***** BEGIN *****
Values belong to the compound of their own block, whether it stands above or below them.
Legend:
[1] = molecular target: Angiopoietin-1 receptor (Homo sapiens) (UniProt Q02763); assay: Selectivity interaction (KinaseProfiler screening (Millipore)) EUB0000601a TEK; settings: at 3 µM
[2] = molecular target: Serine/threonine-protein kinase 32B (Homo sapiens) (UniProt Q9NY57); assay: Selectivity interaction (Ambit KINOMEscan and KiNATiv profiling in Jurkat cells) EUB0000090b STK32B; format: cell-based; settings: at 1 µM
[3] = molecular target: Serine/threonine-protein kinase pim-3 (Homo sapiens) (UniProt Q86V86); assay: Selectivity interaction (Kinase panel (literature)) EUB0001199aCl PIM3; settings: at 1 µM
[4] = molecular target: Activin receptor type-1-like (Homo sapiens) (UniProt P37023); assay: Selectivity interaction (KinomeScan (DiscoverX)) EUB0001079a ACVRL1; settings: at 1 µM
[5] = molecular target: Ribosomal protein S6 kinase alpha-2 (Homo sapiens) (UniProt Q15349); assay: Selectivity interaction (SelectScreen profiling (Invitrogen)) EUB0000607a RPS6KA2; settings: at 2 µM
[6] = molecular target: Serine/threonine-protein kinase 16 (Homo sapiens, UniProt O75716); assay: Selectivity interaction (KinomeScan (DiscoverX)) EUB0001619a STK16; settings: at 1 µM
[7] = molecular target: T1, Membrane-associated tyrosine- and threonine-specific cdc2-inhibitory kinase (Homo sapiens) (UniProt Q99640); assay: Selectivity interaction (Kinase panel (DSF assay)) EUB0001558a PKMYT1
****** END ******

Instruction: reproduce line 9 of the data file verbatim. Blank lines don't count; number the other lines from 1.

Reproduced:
[7] = molecular target: T1, Membrane-associated tyrosine- and threonine-specific cdc2-inhibitory kinase (Homo sapiens) (UniProt Q99640); assay: Selectivity interaction (Kinase panel (DSF assay)) EUB0001558a PKMYT1